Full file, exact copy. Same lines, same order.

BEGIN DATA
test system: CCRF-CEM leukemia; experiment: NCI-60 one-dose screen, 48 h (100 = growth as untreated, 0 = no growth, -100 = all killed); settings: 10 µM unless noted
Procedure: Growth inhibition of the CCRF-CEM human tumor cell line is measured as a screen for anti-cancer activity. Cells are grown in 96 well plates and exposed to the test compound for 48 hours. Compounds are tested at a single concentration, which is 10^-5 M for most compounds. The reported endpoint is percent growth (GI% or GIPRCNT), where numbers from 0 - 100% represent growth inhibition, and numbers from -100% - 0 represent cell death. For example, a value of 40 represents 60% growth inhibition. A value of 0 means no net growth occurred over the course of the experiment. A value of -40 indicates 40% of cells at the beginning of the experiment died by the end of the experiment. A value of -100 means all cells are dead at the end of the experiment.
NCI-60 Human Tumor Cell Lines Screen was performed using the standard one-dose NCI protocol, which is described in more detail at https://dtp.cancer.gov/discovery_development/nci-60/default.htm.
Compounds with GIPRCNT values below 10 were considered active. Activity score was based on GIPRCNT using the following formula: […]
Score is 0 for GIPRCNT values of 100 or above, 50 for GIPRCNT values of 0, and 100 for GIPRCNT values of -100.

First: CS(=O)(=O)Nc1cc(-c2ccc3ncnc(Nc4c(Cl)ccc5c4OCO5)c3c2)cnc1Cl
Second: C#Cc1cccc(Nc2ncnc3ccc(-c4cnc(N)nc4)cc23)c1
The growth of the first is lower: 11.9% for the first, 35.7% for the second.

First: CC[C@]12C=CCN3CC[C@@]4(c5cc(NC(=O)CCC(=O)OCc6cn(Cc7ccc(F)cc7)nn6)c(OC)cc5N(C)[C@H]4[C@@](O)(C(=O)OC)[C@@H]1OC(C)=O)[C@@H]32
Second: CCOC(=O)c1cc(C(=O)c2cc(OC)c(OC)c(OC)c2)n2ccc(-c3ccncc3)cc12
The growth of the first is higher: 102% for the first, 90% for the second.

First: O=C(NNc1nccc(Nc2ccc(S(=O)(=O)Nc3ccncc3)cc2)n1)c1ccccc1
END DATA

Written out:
test system: CCRF-CEM leukemia; experiment: NCI-60 one-dose screen, 48 h (100 = growth as untreated, 0 = no growth, -100 = all killed); settings: 10 µM unless noted
Procedure: Growth inhibition of the CCRF-CEM human tumor cell line is measured as a screen for anti-cancer activity. Cells are grown in 96 well plates and exposed to the test compound for 48 hours. Compounds are tested at a single concentration, which is 10^-5 M for most compounds. The reported endpoint is percent growth (GI% or GIPRCNT), where numbers from 0 - 100% represent growth inhibition, and numbers from -100% - 0 represent cell death. For example, a value of 40 represents 60% growth inhibition. A value of 0 means no net growth occurred over the course of the experiment. A value of -40 indicates 40% of cells at the beginning of the experiment died by the end of the experiment. A value of -100 means all cells are dead at the end of the experiment.
NCI-60 Human Tumor Cell Lines Screen was performed using the standard one-dose NCI protocol, which is described in more detail at https://dtp.cancer.gov/discovery_development/nci-60/default.htm.
Compounds with GIPRCNT values below 10 were considered active. Activity score was based on GIPRCNT using the following formula: […]
Score is 0 for GIPRCNT values of 100 or above, 50 for GIPRCNT values of 0, and 100 for GIPRCNT values of -100.

First: CS(=O)(=O)Nc1cc(-c2ccc3ncnc(Nc4c(Cl)ccc5c4OCO5)c3c2)cnc1Cl
Second: C#Cc1cccc(Nc2ncnc3ccc(-c4cnc(N)nc4)cc23)c1
The growth of the first is lower: 11.9% for the first, 35.7% for the second.

First: CC[C@]12C=CCN3CC[C@@]4(c5cc(NC(=O)CCC(=O)OCc6cn(Cc7ccc(F)cc7)nn6)c(OC)cc5N(C)[C@H]4[C@@](O)(C(=O)OC)[C@@H]1OC(C)=O)[C@@H]32
Second: CCOC(=O)c1cc(C(=O)c2cc(OC)c(OC)c(OC)c2)n2ccc(-c3ccncc3)cc12
The growth of the first is higher: 102% for the first, 90% for the second.

First: O=C(NNc1nccc(Nc2ccc(S(=O)(=O)Nc3ccncc3)cc2)n1)c1ccccc1